Spanish civil servants protest wage cuts

Demonstrators walk during a protest against the recent austerity measures announced by the Spanish government, in front of the Popular Party in Madrid, Spain, Friday July 13, 2012. Thousands of demonstrators took to the streets Friday to protest their second wave of wage cuts in as many years as the government prepared to approve austerity measures that include those reductions as part of a deficit-cutting plan to save euro 65 billion through 2015. (AP Photo/Andres Kudacki) AK128

Associated Press

Demonstrators walk during a protest against the recent austerity measures announced by the Spanish government, in front of the Popular Party in Madrid, Spain, Friday July 13, 2012. Thousands of demonstrators took to the streets Friday to protest their second wave of wage cuts in as many years as the government prepared to approve austerity measures that include those reductions as part of a deficit-cutting plan to save euro 65 billion through 2015. (AP Photo/Andres Kudacki) AK128

MADRID — Spanish civil servants, many dressed in mourning black, took to the streets Friday in angry protest as the government approved new sweeping austerity measures that include wage cuts and tax increases for a country struggling under a recession and an unemployment rate of near 25 percent.

Spain is under pressure to get its public finances on track amid concerns in the markets over the state of the country's banks and the wider economy.

"Spain is going through one of its most dramatic moments," Deputy Prime Minister Saenz de Santamaria said after a Cabinet meeting at which sales tax hikes and spending cuts were approved.

Admitting that the austerity measures were "neither simple, nor easy, nor popular," she said the government would try to enact the measures "with the maximum justice and equity."

The conservative government has come under mounting criticism that the austerity measures are hitting the middle and working classes the hardest.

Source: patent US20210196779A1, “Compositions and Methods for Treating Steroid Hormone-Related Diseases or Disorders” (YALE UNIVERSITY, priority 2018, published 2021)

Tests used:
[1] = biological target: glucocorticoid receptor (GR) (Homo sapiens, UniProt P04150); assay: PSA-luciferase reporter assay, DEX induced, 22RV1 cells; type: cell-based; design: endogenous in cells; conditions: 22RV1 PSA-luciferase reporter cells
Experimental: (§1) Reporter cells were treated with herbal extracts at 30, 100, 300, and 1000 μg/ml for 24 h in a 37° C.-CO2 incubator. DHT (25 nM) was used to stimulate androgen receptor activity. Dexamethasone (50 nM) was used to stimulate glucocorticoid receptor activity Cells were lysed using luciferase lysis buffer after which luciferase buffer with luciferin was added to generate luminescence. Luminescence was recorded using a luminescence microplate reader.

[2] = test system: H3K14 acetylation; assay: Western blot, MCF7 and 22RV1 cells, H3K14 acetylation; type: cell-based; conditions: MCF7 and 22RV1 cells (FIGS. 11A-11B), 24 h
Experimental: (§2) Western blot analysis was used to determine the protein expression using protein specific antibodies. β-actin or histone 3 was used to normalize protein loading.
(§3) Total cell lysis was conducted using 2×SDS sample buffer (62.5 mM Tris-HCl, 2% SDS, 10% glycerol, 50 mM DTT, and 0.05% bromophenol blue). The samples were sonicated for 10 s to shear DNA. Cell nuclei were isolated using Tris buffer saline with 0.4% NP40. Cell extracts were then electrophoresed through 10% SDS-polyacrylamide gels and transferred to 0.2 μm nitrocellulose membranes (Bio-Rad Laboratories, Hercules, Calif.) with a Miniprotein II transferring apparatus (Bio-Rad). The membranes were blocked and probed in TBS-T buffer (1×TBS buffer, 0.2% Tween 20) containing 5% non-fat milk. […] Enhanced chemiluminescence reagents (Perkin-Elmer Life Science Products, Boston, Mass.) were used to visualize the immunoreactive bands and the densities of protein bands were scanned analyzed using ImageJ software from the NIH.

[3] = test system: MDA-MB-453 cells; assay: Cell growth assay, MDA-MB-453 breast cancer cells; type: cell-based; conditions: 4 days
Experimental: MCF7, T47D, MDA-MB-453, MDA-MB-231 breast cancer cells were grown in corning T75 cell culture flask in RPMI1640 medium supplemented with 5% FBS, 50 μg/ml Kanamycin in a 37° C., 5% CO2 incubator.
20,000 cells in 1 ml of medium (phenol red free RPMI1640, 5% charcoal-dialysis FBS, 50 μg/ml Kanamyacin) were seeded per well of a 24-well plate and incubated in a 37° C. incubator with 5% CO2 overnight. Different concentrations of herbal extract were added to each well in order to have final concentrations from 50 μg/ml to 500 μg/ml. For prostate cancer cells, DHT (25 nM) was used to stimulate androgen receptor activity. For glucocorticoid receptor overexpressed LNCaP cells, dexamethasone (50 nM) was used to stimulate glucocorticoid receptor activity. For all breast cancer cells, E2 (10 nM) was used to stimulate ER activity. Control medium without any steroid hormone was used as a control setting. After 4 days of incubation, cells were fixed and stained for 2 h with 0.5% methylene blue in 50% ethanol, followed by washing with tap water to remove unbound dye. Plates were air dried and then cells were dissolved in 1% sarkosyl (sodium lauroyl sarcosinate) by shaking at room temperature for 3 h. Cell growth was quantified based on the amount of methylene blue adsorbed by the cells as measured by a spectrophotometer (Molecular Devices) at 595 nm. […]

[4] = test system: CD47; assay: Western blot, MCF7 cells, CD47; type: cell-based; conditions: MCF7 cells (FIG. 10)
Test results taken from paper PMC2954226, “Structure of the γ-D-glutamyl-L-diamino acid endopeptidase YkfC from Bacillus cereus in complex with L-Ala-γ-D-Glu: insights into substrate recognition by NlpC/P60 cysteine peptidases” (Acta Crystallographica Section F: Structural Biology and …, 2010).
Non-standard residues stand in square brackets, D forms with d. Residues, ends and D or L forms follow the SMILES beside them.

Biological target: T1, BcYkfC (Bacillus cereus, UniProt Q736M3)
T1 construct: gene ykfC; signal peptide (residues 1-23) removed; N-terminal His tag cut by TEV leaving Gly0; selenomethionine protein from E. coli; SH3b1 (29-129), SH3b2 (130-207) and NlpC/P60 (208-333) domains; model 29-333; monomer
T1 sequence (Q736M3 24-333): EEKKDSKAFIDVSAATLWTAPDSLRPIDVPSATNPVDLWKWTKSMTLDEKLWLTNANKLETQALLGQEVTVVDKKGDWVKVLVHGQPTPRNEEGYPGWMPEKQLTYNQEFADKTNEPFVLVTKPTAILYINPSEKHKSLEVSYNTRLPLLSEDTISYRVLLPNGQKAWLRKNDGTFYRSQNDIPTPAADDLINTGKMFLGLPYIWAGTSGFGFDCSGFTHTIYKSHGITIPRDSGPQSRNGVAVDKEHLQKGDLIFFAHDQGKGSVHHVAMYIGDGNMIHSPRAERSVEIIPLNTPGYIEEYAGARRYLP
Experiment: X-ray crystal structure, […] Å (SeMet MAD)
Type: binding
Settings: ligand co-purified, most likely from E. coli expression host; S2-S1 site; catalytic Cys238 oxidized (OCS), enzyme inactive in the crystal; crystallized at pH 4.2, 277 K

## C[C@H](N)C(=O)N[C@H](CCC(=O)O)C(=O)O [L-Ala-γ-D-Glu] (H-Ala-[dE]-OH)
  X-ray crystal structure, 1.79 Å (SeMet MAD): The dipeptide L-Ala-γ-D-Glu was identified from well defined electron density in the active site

"The government should go after the big companies that don't pay tax and bankers that have committed fraud and have run this country to the ground," said Pablo Gonzalez, 52, who works for the Madrid regional government. "Instead, we have to pay."

The aim of the latest package of measures is to chop $79 billion off the budget deficit through 2015, the biggest deficit-reduction plan in recent Spanish history.

As dusk fell, several hundred mainly young protesters marched in Madrid, stopping to jeer outside the headquarters of the ruling conservative and opposition Socialist parties before heading to the parliament.

Though the hike in sales taxes, which risks slowing consumption and worsening Spain's recession, will take effect Sept. 1, other reforms will be left for later in the year, including a plan to speed up the gradual raising of the retirement age from to 65 to 67.

The austerity is prompting widespread opposition, not least from civil servants. In Madrid, several hundred government workers blocked traffic briefly in different parts of the city. In Valencia, several hundred Justice Ministry workers shouted "hands up, this is a stick-up" at a protest.

The civil servants — whose wages were cut 5 percent on average in 2010 in the first round of austerity cuts — are usually paid 14 times a year. The government is now axing an extra payment made just before Christmas.

Spanish civil servants protest wage cuts 07/14/12 [Last modified: Saturday, July 14, 2012 12:27am]

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